How to replace one or two words with one word with one line of awk code 
Author Message
 How to replace one or two words with one word with one line of awk code

Hi

I have some code looking like this
long a;
long int c;

that I like to have transformed into
SInt32 a;
SInt32 c;

so I write
/long/ {
  gsub(/\<long\>[ /t]*(\<int\>)*/, "SInt32 ");
  }

but if the code says
long time;

it becomes
SInt32 ime;

How do I specifies that if there is a "int" afterwards, it should be
converted, but if its 'i', 'n' or 't' nothing should happens

Of course I can do this ( and have done, but how to write on one line!
(having trouble with "signed" in front too, but I guess it should be the
same cure!))
/long/ {
  gsub(/\<long\>[ /t]*\<int\>/, "SInt32 ");
  gsub(/\<long\>/, "SInt32 ");
  }

best regards
    Torben



Tue, 23 Aug 2005 17:12:53 GMT  
 How to replace one or two words with one word with one line of awk code

Quote:

> Hi

> I have some code looking like this
> long a;
> long int c;

> that I like to have transformed into
> SInt32 a;
> SInt32 c;

> so I write
> /long/ {
>   gsub(/\<long\>[ /t]*(\<int\>)*/, "SInt32 ");
>   }

> but if the code says
> long time;

> it becomes
> SInt32 ime;

Look very closely at what is in the square brackets.

John.



Tue, 23 Aug 2005 18:07:38 GMT  
 How to replace one or two words with one word with one line of awk code
aahh, sorry,
and I had it right with some of the others I made....

Tanks for the help ...


Quote:




Quote:
> > Hi

> > I have some code looking like this
> > long a;
> > long int c;

> > that I like to have transformed into
> > SInt32 a;
> > SInt32 c;

> > so I write
> > /long/ {
> >   gsub(/\<long\>[ /t]*(\<int\>)*/, "SInt32 ");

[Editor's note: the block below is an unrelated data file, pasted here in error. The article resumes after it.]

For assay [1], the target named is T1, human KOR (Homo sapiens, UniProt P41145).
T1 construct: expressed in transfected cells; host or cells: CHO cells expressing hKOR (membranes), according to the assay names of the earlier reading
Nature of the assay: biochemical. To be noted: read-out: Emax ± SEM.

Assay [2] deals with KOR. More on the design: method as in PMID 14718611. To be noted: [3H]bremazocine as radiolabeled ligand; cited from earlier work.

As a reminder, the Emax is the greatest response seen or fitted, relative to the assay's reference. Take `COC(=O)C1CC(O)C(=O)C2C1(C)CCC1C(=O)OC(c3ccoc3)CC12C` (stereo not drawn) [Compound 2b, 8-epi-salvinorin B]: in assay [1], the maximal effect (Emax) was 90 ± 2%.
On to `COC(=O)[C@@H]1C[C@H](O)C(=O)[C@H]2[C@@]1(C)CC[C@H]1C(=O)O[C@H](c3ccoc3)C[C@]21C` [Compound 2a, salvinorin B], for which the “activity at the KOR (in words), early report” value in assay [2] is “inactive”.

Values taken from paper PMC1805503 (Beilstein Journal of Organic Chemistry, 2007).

> >   }

> > but if the code says
> > long time;

> > it becomes
> > SInt32 ime;

> Look very closely at what is in the square brackets.

> John.



Sat, 27 Aug 2005 14:59:37 GMT  
 How to replace one or two words with one word with one line of awk code
Hi again

Found out that I should not do a "replace all", eg.

char a[]="char";
should become
SInt8 a[]="char";

This I haven done before, any ideas on how to do this, can I still use gsub?
or ?

best regards
    Torben


Quote:
> Hi

> I have some code looking like this
> long a;
> long int c;

> that I like to have transformed into
> SInt32 a;
> SInt32 c;

> so I write
> /long/ {
>   gsub(/\<long\>[ \t]*(\<int\>)*/, "SInt32 ");
>   }

> but if the code says
> long time;

> it becomes
> SInt32 ime;

> How do I specifies that if there is a "int" afterwards, it should be
> converted, but if its 'i', 'n' or 't' nothing should happens

> Of course I can do this ( and have done, but how to write on one line!
> (having trouble with "signed" in front too, but I guess it should be the
> same cure!))
> /long/ {
>   gsub(/\<long\>[ /t]*\<int\>/, "SInt32 ");
>   gsub(/\<long\>/, "SInt32 ");
>   }

> best regards
>     Torben



Sat, 27 Aug 2005 16:36:50 GMT  
 How to replace one or two words with one word with one line of awk code

% Found out that I should not do a "replace all", eg.
%
% char a[]="char";
% should become
% SInt8 a[]="char";

For both your problems, it's probably easier not to try some complicated
regular expression. For one thing, awk uses `extended' regular expressions,
which are frankly a bit limited when compared to `basic' regular
expressions. For instance, \<long\> is not really valid in an awk RE. It
works with gawk, but probably not with any of the others, and it will
fail with gawk if you use the --posix flag.

awk breaks input lines into fields, and you can use this to your advantage:

 /long/ {
   if ($1 == "long") $1 = "int32_t"
   else if ($1 ~ "^(un)?signed$" && $2 == "long") $2 = "int32_t"
   # we don't expect other cases...
 }

 /char/ {
   if ($1 == "char") $1 = "uint8_t"
   else if ($1 ~ "^(un)?signed$" && $2 == "char") $2 = "int8_t"
   # we don't expect other cases...
 }

(From a C perspective, I recommend using the types defined in stdint.h
 to ensure portability -- if they're not defined by your current compiler,
 look for inttypes.h, which was the original proposed name, and which
 includes stdint.h in the standard, and failing that, you might as well
 make your own type definitions match the ones in the standard, since
 it will prevent your having to create new definitions for new machines
 which do follow the standard).
--

Patrick TJ McPhee
East York  Canada



Sun, 28 Aug 2005 01:51:03 GMT  
 
 [ 5 post ] 

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